U.S. plan would allow troops in Afghanistan past end of year
Kabul, Afghanistan • The Pentagon has developed plans that would allow American forces to remain in Afghanistan beyond the end of the year if the contested presidential election drags on and a security agreement isn't signed soon, the top U.S. military officer said Monday.
Shortly before landing in Kabul for a visit, Gen. Martin Dempsey, chairman of the Joint Chief of Staff, told reporters accompanying him on the trip that under optimal circumstances the U.S. would need about 120 days to pull all troops and equipment out of the country if there is no agreement allowing them to stay into 2015.
But Dempsey also said the U.S. can act quickly to pull out if necessary. And he added, "We've got our own planning mechanism in place should this thing extend a little further than we hoped it would."
Dempsey arrived in Afghanistan to attend the change of U.S. command. Marine Gen. Joseph Dunford will turn over control of the war effort to Army Gen. John Campbell.
The transition comes at a critical time as the election of a new president is stalled while an audit is conducted to determine the outcome. The lack of a president-elect creates a dilemma for the United States, which has said that all troops would leave by the end of the year unless the security agreement is signed.
But officials have suggested there is some leeway. If weeks from now there is still no agreement, the military could stay a bit into next year in order to conduct an orderly departure.
"We've said we need a (security agreement), not because necessarily we lack the authority to stay beyond the end of the year, but rather as an expression of good faith and good will" by the Afghan government, said Dempsey.
The April 6 voting to elect a successor to President Hamid Karzai resulted in a runoff between former Foreign Minister Abdullah Abdullah and former Finance Minister Ashraf Ghani Ahmadzai.
Abdullah received the most votes in the first round but failed to get the 50 percent needed to win. Preliminary results indicated that Ahmadzai was ahead in the runoff. Both men have claimed fraud and an audit is being conducted to determine who won.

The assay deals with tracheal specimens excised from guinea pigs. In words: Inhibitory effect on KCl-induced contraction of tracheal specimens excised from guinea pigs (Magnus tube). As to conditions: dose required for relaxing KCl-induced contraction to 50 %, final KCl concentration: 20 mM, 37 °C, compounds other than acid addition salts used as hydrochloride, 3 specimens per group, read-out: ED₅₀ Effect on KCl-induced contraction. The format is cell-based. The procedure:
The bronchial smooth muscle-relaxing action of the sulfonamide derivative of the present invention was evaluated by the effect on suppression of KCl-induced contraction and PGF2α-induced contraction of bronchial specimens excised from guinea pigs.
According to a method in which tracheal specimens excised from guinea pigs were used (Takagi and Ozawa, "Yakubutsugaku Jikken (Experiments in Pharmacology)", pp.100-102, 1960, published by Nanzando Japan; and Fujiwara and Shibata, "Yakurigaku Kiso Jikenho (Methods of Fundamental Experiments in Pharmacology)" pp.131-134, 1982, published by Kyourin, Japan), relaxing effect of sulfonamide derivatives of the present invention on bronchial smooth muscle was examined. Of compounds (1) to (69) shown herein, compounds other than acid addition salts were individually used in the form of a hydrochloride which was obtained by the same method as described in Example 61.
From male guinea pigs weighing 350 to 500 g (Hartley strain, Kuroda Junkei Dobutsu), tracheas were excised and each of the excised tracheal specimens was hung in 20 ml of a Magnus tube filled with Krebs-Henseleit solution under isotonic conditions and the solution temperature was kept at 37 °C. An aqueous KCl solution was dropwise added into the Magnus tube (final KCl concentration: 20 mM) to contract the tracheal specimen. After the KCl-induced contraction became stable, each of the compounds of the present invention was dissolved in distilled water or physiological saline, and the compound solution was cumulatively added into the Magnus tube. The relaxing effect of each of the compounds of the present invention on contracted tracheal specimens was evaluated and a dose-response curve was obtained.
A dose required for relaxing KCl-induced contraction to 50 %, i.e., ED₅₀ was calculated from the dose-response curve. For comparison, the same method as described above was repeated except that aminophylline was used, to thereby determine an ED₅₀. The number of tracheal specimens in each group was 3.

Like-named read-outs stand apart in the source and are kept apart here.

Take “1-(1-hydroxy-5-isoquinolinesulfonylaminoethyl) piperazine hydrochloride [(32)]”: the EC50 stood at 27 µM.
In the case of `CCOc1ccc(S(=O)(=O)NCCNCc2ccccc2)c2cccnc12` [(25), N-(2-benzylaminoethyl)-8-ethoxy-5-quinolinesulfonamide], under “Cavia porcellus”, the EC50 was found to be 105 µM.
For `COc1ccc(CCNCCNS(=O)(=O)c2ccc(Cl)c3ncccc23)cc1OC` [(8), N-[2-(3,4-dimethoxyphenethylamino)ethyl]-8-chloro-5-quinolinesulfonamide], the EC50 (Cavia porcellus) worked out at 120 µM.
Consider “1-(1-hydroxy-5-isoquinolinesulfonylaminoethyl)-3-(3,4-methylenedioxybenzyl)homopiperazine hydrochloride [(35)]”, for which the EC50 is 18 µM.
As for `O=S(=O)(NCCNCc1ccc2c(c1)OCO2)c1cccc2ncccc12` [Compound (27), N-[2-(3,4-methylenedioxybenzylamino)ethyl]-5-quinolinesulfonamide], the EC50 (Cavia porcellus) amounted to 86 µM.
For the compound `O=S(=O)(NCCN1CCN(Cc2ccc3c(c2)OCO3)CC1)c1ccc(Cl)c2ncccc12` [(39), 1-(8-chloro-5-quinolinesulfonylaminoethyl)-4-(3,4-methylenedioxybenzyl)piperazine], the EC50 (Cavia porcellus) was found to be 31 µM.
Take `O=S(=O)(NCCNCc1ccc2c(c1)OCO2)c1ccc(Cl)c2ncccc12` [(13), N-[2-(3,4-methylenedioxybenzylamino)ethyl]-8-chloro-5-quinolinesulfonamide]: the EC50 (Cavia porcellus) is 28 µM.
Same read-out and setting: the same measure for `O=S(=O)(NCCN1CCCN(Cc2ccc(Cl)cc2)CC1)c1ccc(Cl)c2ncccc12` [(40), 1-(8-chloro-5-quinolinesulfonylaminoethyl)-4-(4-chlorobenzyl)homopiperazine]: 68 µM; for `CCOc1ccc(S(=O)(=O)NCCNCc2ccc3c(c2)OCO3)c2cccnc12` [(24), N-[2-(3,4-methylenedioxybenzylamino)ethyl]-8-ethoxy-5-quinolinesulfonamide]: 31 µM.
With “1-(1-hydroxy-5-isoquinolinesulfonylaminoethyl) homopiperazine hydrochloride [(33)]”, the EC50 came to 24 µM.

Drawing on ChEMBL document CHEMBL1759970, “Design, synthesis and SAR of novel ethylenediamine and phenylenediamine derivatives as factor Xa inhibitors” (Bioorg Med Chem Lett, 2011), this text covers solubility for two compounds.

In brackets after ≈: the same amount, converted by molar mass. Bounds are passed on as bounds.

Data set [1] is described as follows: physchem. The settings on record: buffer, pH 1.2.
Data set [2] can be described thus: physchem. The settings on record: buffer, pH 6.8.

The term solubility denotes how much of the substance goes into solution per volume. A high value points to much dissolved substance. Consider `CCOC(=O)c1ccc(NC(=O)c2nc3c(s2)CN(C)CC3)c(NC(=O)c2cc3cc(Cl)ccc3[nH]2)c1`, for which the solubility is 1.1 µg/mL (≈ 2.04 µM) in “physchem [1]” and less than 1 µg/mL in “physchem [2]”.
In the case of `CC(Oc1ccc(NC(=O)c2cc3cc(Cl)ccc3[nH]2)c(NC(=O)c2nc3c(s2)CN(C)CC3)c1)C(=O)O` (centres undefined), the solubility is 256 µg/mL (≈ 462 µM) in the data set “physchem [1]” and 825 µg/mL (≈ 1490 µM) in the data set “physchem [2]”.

Both men have said they will sign the security agreement that gives U.S. forces the necessary legal protections to stay in the country. Karzai refused to sign the agreement.
Dempsey acknowledged he is worried about the government transition.
"At some point a winner will be declared, but the loser will have done pretty well with a certain part of the Afghan people," said Dempsey. "I think it's important that they find a way to accommodate (the loser) that it's not a victor and vanquished, that there's a power sharing agreement."
U.S. officials have been pressing the Afghans to form a national unity government by early September. Secretary of State John Kerry made personal appeals earlier this month to both candidates to find a resolution before the upcoming NATO summit in Wales on Sept. 4.
Dempsey said it's still unclear if either of the candidates would be able to attend the summit, where NATO leaders are expected to make decisions about their nations' future roles in Afghanistan.
Afghan forces, meanwhile, are getting hit hard by the Taliban in the south and the east as the peak summer fighting season continues.
Dempsey said he expected the difficult fighting, but said in many cases the Afghans have been able to regroup and take back gains the Taliban had made.
President Barack Obama has ordered the U.S. to withdraw all but roughly 10,000 troops by the end of this year, and to cut that number in half by the end of 2015. The U.S. would leave only about 1,000 in a security office after the end of 2016.